Monday, May 16, 2011

Bogotá, How are We Doing? - May 2011

Stalled: Bogotá failed on movility. 
The latest Bogotá, How are We Doing? report isn't encouraging.

The report, by El Tiempo newspaper, La Javeriana University, Fundación Corona and the Chamber of Commerce for 2010, entitled 'The Quality of Life in Bogotá is at Risk,' finds improvement in health and education, lack of improvement in air pollution and worsening crime and traffic congestion, and a shortage of housing.

Improving: Students on an outing near La Plaza del Chorro.
The proportion of kids attending school rose, to 74% for preschoolers and 88% for elementary schools, while more students attended school for free, according to the report. Also, the proportion of public schools rated highly increased. Also, vaccination rates increased, but teenage pregnancy rates remained high.

The average speed of public transit dropped from 21 to 19 km/hr and private vehicles from 25 to 23.8 km/hr.  That's not surprising, considering all the road work going on, particularly Phase III of the Transmilenio expansion. The project was necessary, but certainly could have been carried out faster and more efficiently - and with less scandal.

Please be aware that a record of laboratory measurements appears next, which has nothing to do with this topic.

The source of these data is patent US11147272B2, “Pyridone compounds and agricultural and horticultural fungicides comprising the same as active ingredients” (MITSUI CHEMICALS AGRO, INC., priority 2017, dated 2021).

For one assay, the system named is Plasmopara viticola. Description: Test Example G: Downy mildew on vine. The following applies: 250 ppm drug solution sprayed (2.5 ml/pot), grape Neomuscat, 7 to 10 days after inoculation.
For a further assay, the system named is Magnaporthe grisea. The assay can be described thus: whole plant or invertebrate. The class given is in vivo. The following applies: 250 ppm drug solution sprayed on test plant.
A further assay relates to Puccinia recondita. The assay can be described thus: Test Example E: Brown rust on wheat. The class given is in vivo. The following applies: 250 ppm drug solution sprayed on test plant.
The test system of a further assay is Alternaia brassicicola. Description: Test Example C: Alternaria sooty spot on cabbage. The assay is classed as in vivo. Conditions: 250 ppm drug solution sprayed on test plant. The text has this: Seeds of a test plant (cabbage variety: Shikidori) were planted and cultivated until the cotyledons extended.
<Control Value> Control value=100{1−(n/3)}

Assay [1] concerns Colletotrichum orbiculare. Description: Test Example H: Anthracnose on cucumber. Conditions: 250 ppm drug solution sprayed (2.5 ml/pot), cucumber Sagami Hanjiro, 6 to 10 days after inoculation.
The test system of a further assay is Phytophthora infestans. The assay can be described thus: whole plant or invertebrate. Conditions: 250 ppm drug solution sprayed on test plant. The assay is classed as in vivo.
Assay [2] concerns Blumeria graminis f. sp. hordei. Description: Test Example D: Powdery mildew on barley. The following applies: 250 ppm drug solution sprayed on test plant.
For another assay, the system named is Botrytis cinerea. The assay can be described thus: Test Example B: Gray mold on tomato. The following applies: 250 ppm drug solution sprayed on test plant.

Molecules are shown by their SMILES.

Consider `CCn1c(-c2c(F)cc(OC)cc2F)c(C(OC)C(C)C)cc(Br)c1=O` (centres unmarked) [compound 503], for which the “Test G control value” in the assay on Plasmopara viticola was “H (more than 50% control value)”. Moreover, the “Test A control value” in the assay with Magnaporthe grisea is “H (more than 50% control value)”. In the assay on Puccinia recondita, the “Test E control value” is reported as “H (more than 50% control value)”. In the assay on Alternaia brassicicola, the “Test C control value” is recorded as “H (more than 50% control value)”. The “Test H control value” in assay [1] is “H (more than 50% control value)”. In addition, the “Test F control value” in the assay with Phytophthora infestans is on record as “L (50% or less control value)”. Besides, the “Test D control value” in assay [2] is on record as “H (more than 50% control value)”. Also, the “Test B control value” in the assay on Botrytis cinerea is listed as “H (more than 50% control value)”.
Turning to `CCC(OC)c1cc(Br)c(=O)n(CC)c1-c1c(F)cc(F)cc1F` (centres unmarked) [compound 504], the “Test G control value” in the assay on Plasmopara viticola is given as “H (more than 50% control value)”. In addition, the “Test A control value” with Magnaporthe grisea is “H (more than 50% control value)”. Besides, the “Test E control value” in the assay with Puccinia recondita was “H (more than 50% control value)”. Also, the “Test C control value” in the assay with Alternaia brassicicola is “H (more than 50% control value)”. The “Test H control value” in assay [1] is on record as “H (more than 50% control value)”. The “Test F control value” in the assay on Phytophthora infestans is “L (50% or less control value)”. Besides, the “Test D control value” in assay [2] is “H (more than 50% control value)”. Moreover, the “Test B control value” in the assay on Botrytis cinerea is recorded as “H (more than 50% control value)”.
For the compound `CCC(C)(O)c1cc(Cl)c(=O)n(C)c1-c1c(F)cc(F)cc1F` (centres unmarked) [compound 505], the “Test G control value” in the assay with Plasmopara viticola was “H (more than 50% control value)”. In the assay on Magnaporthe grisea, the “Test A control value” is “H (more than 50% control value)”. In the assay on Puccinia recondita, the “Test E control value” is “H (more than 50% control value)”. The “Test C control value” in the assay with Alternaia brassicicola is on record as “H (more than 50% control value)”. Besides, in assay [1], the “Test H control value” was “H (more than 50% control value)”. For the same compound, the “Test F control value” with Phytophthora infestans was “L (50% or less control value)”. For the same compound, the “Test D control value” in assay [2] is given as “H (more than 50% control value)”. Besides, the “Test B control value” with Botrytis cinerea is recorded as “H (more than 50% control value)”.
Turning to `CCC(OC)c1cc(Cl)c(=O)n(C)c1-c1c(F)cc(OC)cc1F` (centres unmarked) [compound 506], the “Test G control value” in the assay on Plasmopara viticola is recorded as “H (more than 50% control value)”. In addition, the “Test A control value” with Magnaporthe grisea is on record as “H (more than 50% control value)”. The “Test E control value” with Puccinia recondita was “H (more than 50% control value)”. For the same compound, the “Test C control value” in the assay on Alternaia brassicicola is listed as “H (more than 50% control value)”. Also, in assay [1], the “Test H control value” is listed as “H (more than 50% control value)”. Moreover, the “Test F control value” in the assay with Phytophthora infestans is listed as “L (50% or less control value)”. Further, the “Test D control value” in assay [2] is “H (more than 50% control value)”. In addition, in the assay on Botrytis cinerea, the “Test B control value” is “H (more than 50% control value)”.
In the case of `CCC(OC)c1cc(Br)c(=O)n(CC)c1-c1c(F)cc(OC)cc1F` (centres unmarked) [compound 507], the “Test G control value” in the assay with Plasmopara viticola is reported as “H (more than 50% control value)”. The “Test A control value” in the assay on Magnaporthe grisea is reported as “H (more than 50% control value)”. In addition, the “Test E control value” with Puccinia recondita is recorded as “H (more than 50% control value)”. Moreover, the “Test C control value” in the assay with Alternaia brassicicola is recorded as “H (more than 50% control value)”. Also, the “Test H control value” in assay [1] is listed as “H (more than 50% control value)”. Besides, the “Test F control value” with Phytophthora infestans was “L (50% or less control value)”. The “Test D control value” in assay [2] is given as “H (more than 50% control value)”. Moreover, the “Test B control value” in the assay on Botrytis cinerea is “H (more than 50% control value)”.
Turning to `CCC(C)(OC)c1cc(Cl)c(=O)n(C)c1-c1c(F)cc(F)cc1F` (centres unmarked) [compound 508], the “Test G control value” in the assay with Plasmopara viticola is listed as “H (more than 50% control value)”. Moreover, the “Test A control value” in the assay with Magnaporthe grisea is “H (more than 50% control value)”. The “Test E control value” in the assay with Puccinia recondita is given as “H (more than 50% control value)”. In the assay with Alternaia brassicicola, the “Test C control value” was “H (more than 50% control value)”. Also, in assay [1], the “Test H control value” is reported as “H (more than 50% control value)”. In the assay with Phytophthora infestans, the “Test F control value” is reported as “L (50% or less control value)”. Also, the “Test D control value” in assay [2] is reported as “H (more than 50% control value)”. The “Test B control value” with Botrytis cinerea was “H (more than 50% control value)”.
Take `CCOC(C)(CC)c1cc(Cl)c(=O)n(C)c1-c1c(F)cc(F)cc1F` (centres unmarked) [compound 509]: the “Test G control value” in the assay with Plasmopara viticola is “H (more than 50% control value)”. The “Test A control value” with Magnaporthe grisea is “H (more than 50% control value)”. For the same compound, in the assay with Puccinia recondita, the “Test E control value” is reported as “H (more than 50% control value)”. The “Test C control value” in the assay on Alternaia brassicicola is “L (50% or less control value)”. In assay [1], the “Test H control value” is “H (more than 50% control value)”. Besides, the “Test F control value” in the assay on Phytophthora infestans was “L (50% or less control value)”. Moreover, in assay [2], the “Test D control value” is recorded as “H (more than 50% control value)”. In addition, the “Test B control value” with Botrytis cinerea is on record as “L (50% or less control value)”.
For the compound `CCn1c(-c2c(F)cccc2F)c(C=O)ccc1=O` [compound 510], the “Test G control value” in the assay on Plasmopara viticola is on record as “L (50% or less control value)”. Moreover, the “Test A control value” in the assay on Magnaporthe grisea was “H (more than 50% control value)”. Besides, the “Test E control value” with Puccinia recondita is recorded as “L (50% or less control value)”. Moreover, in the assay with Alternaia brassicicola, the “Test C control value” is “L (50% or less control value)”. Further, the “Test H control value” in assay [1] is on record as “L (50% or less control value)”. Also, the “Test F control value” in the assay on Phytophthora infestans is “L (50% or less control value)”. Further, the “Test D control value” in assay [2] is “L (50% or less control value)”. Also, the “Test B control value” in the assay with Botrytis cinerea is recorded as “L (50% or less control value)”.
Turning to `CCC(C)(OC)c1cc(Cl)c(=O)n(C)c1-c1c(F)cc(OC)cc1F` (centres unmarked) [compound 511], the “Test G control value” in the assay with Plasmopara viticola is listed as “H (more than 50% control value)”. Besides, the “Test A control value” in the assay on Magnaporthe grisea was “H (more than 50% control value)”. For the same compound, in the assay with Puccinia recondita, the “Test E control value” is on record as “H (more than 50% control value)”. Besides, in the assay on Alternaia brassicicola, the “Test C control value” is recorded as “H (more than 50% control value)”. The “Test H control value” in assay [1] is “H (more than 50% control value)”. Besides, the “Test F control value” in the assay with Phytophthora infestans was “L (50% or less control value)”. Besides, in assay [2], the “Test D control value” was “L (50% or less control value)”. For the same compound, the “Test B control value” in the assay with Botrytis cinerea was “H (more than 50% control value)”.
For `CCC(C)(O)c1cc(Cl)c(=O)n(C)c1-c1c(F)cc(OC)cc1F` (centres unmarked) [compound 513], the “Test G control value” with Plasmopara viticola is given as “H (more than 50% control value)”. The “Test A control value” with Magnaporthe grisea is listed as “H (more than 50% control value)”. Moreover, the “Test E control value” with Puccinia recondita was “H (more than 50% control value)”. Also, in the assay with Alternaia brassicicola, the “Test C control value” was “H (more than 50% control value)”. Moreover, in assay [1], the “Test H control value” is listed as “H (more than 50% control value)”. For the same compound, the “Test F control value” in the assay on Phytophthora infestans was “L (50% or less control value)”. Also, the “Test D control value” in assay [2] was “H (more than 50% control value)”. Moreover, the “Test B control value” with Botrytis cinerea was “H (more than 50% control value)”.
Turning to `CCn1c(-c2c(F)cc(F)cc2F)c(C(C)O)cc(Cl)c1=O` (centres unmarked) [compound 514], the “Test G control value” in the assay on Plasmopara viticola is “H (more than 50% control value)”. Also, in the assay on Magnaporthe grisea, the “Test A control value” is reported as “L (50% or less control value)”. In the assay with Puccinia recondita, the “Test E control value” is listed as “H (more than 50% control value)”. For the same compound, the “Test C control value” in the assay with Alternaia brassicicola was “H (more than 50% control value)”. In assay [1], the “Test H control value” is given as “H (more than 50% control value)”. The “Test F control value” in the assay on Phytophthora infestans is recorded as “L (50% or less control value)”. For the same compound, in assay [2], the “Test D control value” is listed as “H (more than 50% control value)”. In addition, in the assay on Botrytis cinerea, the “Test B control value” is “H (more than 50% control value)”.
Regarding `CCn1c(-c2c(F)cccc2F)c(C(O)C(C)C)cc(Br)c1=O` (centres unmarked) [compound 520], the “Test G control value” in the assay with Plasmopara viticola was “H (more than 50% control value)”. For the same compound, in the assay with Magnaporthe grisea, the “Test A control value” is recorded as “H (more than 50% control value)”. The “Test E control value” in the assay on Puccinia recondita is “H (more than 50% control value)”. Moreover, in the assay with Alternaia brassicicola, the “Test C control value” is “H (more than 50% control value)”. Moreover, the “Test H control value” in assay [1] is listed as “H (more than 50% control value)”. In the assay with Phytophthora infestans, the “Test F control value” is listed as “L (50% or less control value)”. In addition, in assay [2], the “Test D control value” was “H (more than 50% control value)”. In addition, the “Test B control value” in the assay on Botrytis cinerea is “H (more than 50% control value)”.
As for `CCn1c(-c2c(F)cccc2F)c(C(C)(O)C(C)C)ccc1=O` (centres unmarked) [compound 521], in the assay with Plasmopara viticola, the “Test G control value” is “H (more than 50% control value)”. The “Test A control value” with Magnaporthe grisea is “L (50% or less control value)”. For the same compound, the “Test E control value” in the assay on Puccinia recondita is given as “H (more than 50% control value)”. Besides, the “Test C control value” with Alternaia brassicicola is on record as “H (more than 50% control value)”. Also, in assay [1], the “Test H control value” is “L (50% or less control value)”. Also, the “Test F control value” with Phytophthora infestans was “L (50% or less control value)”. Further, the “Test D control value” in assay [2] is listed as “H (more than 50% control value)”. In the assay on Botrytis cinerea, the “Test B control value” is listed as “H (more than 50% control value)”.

Homicides rose from 26 per 100,000 people in 2009 to 2007 in 2010, and violent deaths rose from 36 per 100,000 people to 47 in 2010. Why Colombia persists with such a high homicide rate - more than double Mexico's, for example - I can not comprehend. Colombians are nice, wonderful people. Is it their fondness for drinking? Too many guns floating around?

Just shut your eyes: a belching
smokestack near Palo Quemao. 
Bogotá also scored poorly on environmental indexes. Neither air, water nor noise pollution improved. None of that's surprising - I've seen no efforts to enforce pollution controls on either industry, the ancient bus fleet or the cheap new Chinese cars being imported; the city's grand project to clean up the Bogotá River isn't advancing; and, with more cars and worsening traffic congestion and drivers' habit of leaning on their horns, it's inevitable that noise is worsening.

But in a city whose mayor has been suspended and his senator brother imprisoned in a corruption-related scandal, who can expect authorities to enforce such boring things as pollution laws?

Near La Candelaria, a new TM station is nearly completed. 
Still, overall, there's reason for encouragement. Efforts to improve health and education are starting to pay off. Transit will improve once the Transmilenio Phase III is finally, finally put into action. However, the longer-term perspective is less encouraging, unless the city takes strong measures to discourage private car use and actually enforce pollution and other laws. Perhaps the next mayor, who will belong to a political party that's not called the Polo Democratico, will actually take things in hand.

Bogotá How Are We Doing, Sept. 2010 entry

By Mike Ceaser, of Bogotá Bike Tours

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